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  1. Abstract

    We analyze the slow periodicities identified in burst sequences from FRB 121102 and FRB 180916 with periods of about 16 and 160 days, respectively, while also addressing the absence of any fast periodicity that might be associated with the spin of an underlying compact object. Both phenomena can be accounted for by a young, highly magnetized, precessing neutron star that emits beamed radiation with significant imposed phase jitter. Sporadic narrow-beam emission into an overall wide solid angle can account for the necessary phase jitter, but the slow periodicities with 25%–55% duty cycles constrain beam traversals to be significantly smaller. Instead, phase jitter may result from variable emission altitudes that yield large retardation and aberration delays. A detailed arrival time analysis for triaxial precession includes wobble of the radio beam and the likely larger, cyclical torque resulting from the changes in the spin–magnetic moment angle. These effects will confound identification of the fast periodicity in sparse data sets longer than about a quarter of a precession cycle unless fitted for and removed as with orbital fitting. Stochastic spin noise, likely to be much larger than in radio pulsars, may hinder detection of any fast periodicity in data spans longer than a few days. These decoherence effects will dissipate as sources of fast radio bursts age, so they may evolve into objects with properties similar to Galactic magnetars.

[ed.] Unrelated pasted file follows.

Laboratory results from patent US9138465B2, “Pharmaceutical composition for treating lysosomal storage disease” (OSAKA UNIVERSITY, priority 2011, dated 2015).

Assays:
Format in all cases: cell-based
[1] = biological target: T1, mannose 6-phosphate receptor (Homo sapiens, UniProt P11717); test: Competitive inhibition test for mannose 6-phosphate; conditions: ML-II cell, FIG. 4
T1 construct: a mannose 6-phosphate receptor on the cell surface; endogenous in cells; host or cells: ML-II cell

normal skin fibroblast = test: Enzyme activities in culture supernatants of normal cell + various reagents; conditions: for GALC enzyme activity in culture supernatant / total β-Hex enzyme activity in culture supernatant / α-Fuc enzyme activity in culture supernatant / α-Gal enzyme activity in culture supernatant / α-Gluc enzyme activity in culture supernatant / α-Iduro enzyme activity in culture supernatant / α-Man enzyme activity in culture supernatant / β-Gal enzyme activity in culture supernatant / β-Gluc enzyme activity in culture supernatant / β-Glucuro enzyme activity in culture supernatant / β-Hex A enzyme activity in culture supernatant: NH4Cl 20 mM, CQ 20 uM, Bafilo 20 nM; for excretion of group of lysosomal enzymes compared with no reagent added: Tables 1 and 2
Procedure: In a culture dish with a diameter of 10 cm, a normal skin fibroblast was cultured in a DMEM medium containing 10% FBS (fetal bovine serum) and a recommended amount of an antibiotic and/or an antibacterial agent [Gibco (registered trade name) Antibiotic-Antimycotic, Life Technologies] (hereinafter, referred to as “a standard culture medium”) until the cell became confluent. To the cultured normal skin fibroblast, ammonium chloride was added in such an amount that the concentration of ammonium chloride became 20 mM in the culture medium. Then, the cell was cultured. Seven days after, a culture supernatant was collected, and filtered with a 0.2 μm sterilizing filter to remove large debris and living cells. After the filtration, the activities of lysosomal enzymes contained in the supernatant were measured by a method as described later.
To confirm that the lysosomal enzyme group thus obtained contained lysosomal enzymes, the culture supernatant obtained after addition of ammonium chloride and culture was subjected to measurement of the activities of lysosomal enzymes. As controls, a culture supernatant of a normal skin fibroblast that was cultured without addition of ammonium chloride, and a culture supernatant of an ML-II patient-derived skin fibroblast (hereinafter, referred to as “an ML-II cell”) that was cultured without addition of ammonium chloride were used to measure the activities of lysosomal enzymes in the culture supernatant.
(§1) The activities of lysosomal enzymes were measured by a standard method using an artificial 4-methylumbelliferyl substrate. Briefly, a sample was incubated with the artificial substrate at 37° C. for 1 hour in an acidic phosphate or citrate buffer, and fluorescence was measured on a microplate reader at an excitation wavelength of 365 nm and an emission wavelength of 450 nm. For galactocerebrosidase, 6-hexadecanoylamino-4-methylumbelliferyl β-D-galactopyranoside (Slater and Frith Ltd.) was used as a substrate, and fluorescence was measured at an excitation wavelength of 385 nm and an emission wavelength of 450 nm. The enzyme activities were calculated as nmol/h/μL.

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  2. Abstract

    The repeating fast radio bursts (FRBs) 180916.J0158 and 121102 are visible during periodically occurring windows in time. We consider the constraints on internal magnetic fields and geometries if the cyclical behavior observed for FRB 180916.J0158 and FRB 121102 is due to the precession of magnetars. In order to frustrate vortex line pinning we argue that internal magnetic fields must be stronger than about 1016G, which is large enough to prevent superconductivity in the core and destroy the crustal lattice structure. We conjecture that the magnetic field inside precessing magnetars has three components: (1) a dipole component with characteristic strength ∼ 1014G; (2) a toroidal component with characteristic strength ∼ 1015–1016G that only occupies a modest fraction of the stellar volume; and (3) a disordered field with characteristic strength ∼ 1016G. The disordered field is primarily responsible for permitting precession, which stops once this field component decays away, which we conjecture happens after ∼1000 yr. Conceivably, as the disordered component damps bursting activity diminishes and eventually ceases. We model the quadrupolar magnetic distortion of the star, which is due to its ordered components primarily, as triaxial and very likely prolate. We address the question of whether the spin frequency ought to be detectable for precessing, bursting magnetars by constructing a specific model in which bursts happen randomly in time with random directions distributed in or between cones relative to a single symmetry axis. Within the context of these specific models, we find that there are precession geometries for which detecting the spin frequency is very unlikely.

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